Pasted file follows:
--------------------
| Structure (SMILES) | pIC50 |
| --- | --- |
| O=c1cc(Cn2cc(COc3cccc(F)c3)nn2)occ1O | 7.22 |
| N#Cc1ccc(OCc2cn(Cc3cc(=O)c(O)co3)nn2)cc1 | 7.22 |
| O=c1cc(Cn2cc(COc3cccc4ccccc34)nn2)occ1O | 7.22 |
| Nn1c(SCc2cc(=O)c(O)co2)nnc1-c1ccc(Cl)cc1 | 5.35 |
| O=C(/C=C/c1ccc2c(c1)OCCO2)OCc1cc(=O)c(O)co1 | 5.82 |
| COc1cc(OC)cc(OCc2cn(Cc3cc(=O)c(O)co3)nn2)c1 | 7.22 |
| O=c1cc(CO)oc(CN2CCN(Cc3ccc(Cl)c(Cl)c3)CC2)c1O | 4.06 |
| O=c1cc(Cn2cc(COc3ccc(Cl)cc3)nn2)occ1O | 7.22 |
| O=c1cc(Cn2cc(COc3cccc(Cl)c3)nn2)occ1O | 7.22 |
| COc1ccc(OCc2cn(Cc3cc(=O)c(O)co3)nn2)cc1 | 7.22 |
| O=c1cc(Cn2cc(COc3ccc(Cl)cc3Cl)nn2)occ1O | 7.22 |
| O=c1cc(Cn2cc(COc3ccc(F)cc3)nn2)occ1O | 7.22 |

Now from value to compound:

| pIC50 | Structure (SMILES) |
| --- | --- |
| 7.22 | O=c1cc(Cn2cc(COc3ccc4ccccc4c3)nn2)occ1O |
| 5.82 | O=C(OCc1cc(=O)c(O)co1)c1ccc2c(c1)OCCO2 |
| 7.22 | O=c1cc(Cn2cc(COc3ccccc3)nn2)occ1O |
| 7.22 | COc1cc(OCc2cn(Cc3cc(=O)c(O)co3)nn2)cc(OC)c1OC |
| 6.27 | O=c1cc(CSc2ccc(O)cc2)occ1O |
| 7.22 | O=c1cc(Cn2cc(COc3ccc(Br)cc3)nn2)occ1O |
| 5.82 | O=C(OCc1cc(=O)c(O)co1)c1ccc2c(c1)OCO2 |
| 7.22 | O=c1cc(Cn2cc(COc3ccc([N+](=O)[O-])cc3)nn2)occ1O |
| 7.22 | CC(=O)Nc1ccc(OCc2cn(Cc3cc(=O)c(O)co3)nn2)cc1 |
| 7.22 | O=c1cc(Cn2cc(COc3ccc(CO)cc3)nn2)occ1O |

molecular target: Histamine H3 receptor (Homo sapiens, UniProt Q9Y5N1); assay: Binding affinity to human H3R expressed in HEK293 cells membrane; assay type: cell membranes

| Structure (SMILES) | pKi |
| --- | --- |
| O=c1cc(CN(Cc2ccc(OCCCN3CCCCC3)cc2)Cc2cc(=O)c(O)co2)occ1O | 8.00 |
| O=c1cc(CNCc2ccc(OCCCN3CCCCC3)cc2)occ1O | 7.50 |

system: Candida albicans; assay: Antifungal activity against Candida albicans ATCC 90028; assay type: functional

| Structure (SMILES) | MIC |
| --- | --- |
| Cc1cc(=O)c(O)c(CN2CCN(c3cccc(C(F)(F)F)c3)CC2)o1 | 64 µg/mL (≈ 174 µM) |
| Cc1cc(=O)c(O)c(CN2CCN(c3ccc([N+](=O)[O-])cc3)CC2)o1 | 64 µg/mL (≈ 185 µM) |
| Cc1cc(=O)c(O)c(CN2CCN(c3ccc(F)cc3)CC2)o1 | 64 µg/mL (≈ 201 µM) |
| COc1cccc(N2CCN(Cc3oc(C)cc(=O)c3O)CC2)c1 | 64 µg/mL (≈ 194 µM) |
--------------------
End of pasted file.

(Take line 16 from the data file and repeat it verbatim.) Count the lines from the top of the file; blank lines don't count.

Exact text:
| pIC50 | Structure (SMILES) |